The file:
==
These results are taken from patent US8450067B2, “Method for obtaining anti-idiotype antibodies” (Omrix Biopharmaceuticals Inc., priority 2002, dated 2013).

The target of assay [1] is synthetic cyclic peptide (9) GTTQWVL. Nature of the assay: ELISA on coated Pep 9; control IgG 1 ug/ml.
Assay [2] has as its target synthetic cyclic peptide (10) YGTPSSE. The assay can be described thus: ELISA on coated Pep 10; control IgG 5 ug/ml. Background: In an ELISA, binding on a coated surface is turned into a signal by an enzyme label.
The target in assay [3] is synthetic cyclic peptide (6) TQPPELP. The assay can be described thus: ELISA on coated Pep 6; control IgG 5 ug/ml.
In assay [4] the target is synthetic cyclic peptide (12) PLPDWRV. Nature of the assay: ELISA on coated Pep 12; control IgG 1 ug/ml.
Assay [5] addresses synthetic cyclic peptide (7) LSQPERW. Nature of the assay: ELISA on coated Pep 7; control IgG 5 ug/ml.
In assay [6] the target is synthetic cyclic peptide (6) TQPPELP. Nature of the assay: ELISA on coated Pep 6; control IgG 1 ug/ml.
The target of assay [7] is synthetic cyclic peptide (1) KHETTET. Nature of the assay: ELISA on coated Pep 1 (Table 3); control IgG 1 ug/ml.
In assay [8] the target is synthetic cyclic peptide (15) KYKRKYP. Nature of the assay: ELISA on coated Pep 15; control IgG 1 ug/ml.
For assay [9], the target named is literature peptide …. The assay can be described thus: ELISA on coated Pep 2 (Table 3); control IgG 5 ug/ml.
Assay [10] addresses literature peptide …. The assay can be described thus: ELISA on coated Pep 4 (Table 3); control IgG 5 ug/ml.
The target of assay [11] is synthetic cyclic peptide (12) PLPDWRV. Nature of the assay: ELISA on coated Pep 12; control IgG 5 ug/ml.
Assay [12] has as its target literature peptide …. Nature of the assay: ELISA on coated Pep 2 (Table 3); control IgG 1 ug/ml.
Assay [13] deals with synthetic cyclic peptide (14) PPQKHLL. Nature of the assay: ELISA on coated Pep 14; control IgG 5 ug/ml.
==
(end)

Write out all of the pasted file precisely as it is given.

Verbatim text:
These results are taken from patent US8450067B2, “Method for obtaining anti-idiotype antibodies” (Omrix Biopharmaceuticals Inc., priority 2002, dated 2013).

The target of assay [1] is synthetic cyclic peptide (9) GTTQWVL. Nature of the assay: ELISA on coated Pep 9; control IgG 1 ug/ml.
Assay [2] has as its target synthetic cyclic peptide (10) YGTPSSE. The assay can be described thus: ELISA on coated Pep 10; control IgG 5 ug/ml. Background: In an ELISA, binding on a coated surface is turned into a signal by an enzyme label.
The target in assay [3] is synthetic cyclic peptide (6) TQPPELP. The assay can be described thus: ELISA on coated Pep 6; control IgG 5 ug/ml.
In assay [4] the target is synthetic cyclic peptide (12) PLPDWRV. Nature of the assay: ELISA on coated Pep 12; control IgG 1 ug/ml.
Assay [5] addresses synthetic cyclic peptide (7) LSQPERW. Nature of the assay: ELISA on coated Pep 7; control IgG 5 ug/ml.
In assay [6] the target is synthetic cyclic peptide (6) TQPPELP. Nature of the assay: ELISA on coated Pep 6; control IgG 1 ug/ml.
The target of assay [7] is synthetic cyclic peptide (1) KHETTET. Nature of the assay: ELISA on coated Pep 1 (Table 3); control IgG 1 ug/ml.
In assay [8] the target is synthetic cyclic peptide (15) KYKRKYP. Nature of the assay: ELISA on coated Pep 15; control IgG 1 ug/ml.
For assay [9], the target named is literature peptide …. The assay can be described thus: ELISA on coated Pep 2 (Table 3); control IgG 5 ug/ml.
Assay [10] addresses literature peptide …. The assay can be described thus: ELISA on coated Pep 4 (Table 3); control IgG 5 ug/ml.
The target of assay [11] is synthetic cyclic peptide (12) PLPDWRV. Nature of the assay: ELISA on coated Pep 12; control IgG 5 ug/ml.
Assay [12] has as its target literature peptide …. Nature of the assay: ELISA on coated Pep 2 (Table 3); control IgG 1 ug/ml.
Assay [13] deals with synthetic cyclic peptide (14) PPQKHLL. Nature of the assay: ELISA on coated Pep 14; control IgG 5 ug/ml.